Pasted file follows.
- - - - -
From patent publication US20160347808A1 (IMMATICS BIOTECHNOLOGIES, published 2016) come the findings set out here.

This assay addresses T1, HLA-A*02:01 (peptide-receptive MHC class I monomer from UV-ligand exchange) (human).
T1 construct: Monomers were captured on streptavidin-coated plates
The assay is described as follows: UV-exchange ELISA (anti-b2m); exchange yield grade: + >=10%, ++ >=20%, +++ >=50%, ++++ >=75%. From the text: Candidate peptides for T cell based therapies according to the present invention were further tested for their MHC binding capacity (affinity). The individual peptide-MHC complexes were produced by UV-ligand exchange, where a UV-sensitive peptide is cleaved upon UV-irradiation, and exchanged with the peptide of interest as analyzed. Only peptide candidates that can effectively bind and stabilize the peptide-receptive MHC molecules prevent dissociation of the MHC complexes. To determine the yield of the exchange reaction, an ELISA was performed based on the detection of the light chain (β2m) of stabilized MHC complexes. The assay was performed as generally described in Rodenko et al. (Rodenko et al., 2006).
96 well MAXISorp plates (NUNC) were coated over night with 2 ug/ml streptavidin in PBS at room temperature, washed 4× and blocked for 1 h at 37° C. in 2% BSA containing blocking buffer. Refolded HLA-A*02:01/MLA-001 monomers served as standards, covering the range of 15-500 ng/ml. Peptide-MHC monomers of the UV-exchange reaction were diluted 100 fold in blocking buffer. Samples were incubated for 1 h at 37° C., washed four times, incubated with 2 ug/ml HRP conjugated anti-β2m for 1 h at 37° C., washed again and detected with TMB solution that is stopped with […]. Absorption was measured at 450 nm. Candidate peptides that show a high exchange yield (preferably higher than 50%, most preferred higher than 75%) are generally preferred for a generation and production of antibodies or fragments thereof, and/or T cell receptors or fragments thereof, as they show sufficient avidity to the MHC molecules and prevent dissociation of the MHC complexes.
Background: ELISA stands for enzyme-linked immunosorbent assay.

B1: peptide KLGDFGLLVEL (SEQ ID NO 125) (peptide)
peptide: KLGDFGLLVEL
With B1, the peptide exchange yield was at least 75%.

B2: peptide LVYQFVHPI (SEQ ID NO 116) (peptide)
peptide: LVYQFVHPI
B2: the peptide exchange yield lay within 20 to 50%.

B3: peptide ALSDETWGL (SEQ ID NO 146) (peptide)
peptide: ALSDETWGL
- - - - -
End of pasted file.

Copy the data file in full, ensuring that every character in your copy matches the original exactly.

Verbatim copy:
From patent publication US20160347808A1 (IMMATICS BIOTECHNOLOGIES, published 2016) come the findings set out here.

This assay addresses T1, HLA-A*02:01 (peptide-receptive MHC class I monomer from UV-ligand exchange) (human).
T1 construct: Monomers were captured on streptavidin-coated plates
The assay is described as follows: UV-exchange ELISA (anti-b2m); exchange yield grade: + >=10%, ++ >=20%, +++ >=50%, ++++ >=75%. From the text: Candidate peptides for T cell based therapies according to the present invention were further tested for their MHC binding capacity (affinity). The individual peptide-MHC complexes were produced by UV-ligand exchange, where a UV-sensitive peptide is cleaved upon UV-irradiation, and exchanged with the peptide of interest as analyzed. Only peptide candidates that can effectively bind and stabilize the peptide-receptive MHC molecules prevent dissociation of the MHC complexes. To determine the yield of the exchange reaction, an ELISA was performed based on the detection of the light chain (β2m) of stabilized MHC complexes. The assay was performed as generally described in Rodenko et al. (Rodenko et al., 2006).
96 well MAXISorp plates (NUNC) were coated over night with 2 ug/ml streptavidin in PBS at room temperature, washed 4× and blocked for 1 h at 37° C. in 2% BSA containing blocking buffer. Refolded HLA-A*02:01/MLA-001 monomers served as standards, covering the range of 15-500 ng/ml. Peptide-MHC monomers of the UV-exchange reaction were diluted 100 fold in blocking buffer. Samples were incubated for 1 h at 37° C., washed four times, incubated with 2 ug/ml HRP conjugated anti-β2m for 1 h at 37° C., washed again and detected with TMB solution that is stopped with […]. Absorption was measured at 450 nm. Candidate peptides that show a high exchange yield (preferably higher than 50%, most preferred higher than 75%) are generally preferred for a generation and production of antibodies or fragments thereof, and/or T cell receptors or fragments thereof, as they show sufficient avidity to the MHC molecules and prevent dissociation of the MHC complexes.
Background: ELISA stands for enzyme-linked immunosorbent assay.

B1: peptide KLGDFGLLVEL (SEQ ID NO 125) (peptide)
peptide: KLGDFGLLVEL
With B1, the peptide exchange yield was at least 75%.

B2: peptide LVYQFVHPI (SEQ ID NO 116) (peptide)
peptide: LVYQFVHPI
B2: the peptide exchange yield lay within 20 to 50%.

B3: peptide ALSDETWGL (SEQ ID NO 146) (peptide)
peptide: ALSDETWGL